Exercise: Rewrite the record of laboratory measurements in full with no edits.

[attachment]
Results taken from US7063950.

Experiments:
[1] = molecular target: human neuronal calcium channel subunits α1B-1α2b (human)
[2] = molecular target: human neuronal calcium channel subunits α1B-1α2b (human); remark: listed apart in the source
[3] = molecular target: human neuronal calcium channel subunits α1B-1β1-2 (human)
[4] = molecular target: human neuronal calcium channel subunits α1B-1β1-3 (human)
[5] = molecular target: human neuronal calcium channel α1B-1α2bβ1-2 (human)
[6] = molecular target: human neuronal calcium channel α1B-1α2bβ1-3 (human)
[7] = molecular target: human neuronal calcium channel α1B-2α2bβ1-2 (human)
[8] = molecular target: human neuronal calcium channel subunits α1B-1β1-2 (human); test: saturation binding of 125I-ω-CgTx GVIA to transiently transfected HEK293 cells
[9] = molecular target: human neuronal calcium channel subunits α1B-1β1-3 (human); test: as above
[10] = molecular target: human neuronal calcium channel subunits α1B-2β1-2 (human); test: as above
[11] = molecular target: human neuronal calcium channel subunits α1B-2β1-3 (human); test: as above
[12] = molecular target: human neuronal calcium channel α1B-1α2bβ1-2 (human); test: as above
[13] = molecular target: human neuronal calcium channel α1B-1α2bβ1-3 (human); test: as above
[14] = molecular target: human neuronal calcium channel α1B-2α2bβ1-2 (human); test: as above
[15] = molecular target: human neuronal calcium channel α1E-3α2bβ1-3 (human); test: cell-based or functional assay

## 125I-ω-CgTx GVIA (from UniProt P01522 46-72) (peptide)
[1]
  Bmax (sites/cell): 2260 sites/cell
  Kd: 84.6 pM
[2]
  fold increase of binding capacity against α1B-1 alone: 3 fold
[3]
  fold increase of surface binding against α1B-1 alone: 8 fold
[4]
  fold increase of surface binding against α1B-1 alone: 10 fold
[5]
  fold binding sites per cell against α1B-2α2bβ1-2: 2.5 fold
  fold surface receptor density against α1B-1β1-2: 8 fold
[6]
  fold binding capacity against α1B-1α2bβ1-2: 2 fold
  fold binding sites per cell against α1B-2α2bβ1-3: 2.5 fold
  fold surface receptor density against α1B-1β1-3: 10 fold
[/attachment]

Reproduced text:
Results taken from US7063950.

Experiments:
[1] = molecular target: human neuronal calcium channel subunits α1B-1α2b (human)
[2] = molecular target: human neuronal calcium channel subunits α1B-1α2b (human); remark: listed apart in the source
[3] = molecular target: human neuronal calcium channel subunits α1B-1β1-2 (human)
[4] = molecular target: human neuronal calcium channel subunits α1B-1β1-3 (human)
[5] = molecular target: human neuronal calcium channel α1B-1α2bβ1-2 (human)
[6] = molecular target: human neuronal calcium channel α1B-1α2bβ1-3 (human)
[7] = molecular target: human neuronal calcium channel α1B-2α2bβ1-2 (human)
[8] = molecular target: human neuronal calcium channel subunits α1B-1β1-2 (human); test: saturation binding of 125I-ω-CgTx GVIA to transiently transfected HEK293 cells
[9] = molecular target: human neuronal calcium channel subunits α1B-1β1-3 (human); test: as above
[10] = molecular target: human neuronal calcium channel subunits α1B-2β1-2 (human); test: as above
[11] = molecular target: human neuronal calcium channel subunits α1B-2β1-3 (human); test: as above
[12] = molecular target: human neuronal calcium channel α1B-1α2bβ1-2 (human); test: as above
[13] = molecular target: human neuronal calcium channel α1B-1α2bβ1-3 (human); test: as above
[14] = molecular target: human neuronal calcium channel α1B-2α2bβ1-2 (human); test: as above
[15] = molecular target: human neuronal calcium channel α1E-3α2bβ1-3 (human); test: cell-based or functional assay

## 125I-ω-CgTx GVIA (from UniProt P01522 46-72) (peptide)
[1]
  Bmax (sites/cell): 2260 sites/cell
  Kd: 84.6 pM
[2]
  fold increase of binding capacity against α1B-1 alone: 3 fold
[3]
  fold increase of surface binding against α1B-1 alone: 8 fold
[4]
  fold increase of surface binding against α1B-1 alone: 10 fold
[5]
  fold binding sites per cell against α1B-2α2bβ1-2: 2.5 fold
  fold surface receptor density against α1B-1β1-2: 8 fold
[6]
  fold binding capacity against α1B-1α2bβ1-2: 2 fold
  fold binding sites per cell against α1B-2α2bβ1-3: 2.5 fold
  fold surface receptor density against α1B-1β1-3: 10 fold